My kids and I went to an amusement park yesterday. (Thanks Mom and Dad.) We had a great time making ourselves sick on ride after ride (oh wait, that was just me getting nauseous), eating junk food and layering on more clothing in proportion to the sun’s position in the sky.
Though we all enjoyed ourselves, my two-year-old and five-year-old seemed to have more fun than the rest of us. Why? They still wave at everyone they meet. My nine and eleven year olds have lost that particular habit.
Every time my two-year-old would get on a ride , she would look out and wave at everyone. Really everyone. Me, Grandma, the random lady nursing her baby on the bench, the ride operator, the dressed up witch, the man eating the dripping sandwich watching his kid, everyone she could see. And she would wave with full confidence that everyone would wave back to her. While most people did, some did not. Undeterred, she kept up her waving regimen for most of the day.
My five-year-old still waved, but mostly to people she knew. She has already lost her zest for waving at random strangers.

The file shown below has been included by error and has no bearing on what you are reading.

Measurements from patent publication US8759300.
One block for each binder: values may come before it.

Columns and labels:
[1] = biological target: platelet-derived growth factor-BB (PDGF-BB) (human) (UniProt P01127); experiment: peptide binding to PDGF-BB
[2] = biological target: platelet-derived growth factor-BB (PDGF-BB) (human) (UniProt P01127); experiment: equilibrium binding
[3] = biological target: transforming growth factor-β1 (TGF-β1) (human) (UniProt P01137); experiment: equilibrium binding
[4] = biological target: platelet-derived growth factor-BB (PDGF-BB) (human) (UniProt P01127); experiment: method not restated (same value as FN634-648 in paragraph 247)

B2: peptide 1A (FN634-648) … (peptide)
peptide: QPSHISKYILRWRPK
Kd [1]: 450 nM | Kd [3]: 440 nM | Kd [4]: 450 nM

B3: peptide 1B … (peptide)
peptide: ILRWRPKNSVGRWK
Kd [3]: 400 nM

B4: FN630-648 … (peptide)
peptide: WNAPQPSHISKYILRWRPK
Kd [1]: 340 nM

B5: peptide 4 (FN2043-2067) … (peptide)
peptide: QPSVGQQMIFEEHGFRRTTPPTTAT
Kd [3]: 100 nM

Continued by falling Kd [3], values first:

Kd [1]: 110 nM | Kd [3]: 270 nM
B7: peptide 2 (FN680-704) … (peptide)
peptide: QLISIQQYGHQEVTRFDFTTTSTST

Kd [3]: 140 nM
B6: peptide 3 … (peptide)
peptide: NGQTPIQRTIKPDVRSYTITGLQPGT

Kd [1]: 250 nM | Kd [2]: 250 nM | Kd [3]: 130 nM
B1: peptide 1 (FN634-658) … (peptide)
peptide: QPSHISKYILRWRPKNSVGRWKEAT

My nine-year-old wouldn’t initiate any waving at all. If I waved to her, she would wave back happily.
My eleven-year-old would pretend he hadn’t seen me wave. Then, after I kept it up long enough that he thought I was attracting way too much attention, he would reluctantly raise a hand, ever so briefly, just to get me to stop.
What makes us stop waving, stop acknowledging people? An adult who waves to all she meets is considered strange at best. Unless you happen to be in a parade. Then, you’re give a full pass to wave to your heart’s content.
I love the waving stages. They start with a baby bending her fingers, move on to bending the whole hand, and finally culminate in the entire arm getting in on the happy act.
I don’t know how much longer I’ll get to see my little ones wave at everyone. Hopefully, though, it will be quite some time before I have to wave goodbye to waving.